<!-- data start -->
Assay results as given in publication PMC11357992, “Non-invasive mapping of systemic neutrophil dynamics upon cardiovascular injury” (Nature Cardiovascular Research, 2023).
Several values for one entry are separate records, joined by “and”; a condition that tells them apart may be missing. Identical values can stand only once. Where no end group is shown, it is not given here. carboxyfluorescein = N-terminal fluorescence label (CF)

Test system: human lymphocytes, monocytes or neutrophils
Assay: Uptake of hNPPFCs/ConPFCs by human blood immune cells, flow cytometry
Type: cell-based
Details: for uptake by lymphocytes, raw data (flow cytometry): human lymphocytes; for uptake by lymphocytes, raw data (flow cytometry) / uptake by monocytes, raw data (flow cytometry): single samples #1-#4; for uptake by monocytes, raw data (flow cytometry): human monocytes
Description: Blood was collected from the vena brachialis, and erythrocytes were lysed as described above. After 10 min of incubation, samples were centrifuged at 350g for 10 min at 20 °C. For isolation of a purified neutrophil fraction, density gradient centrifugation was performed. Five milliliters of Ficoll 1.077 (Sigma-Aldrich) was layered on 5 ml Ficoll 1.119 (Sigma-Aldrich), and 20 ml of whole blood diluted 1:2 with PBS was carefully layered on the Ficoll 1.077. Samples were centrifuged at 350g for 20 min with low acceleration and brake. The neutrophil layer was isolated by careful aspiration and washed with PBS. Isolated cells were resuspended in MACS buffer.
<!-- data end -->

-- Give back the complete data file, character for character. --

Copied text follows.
Assay results as given in publication PMC11357992, “Non-invasive mapping of systemic neutrophil dynamics upon cardiovascular injury” (Nature Cardiovascular Research, 2023).
Several values for one entry are separate records, joined by “and”; a condition that tells them apart may be missing. Identical values can stand only once. Where no end group is shown, it is not given here. carboxyfluorescein = N-terminal fluorescence label (CF)

Test system: human lymphocytes, monocytes or neutrophils
Assay: Uptake of hNPPFCs/ConPFCs by human blood immune cells, flow cytometry
Type: cell-based
Details: for uptake by lymphocytes, raw data (flow cytometry): human lymphocytes; for uptake by lymphocytes, raw data (flow cytometry) / uptake by monocytes, raw data (flow cytometry): single samples #1-#4; for uptake by monocytes, raw data (flow cytometry): human monocytes
Description: Blood was collected from the vena brachialis, and erythrocytes were lysed as described above. After 10 min of incubation, samples were centrifuged at 350g for 10 min at 20 °C. For isolation of a purified neutrophil fraction, density gradient centrifugation was performed. Five milliliters of Ficoll 1.077 (Sigma-Aldrich) was layered on 5 ml Ficoll 1.119 (Sigma-Aldrich), and 20 ml of whole blood diluted 1:2 with PBS was carefully layered on the Ficoll 1.077. Samples were centrifuged at 350g for 20 min with low acceleration and brake. The neutrophil layer was isolated by careful aspiration and washed with PBS. Isolated cells were resuspended in MACS buffer.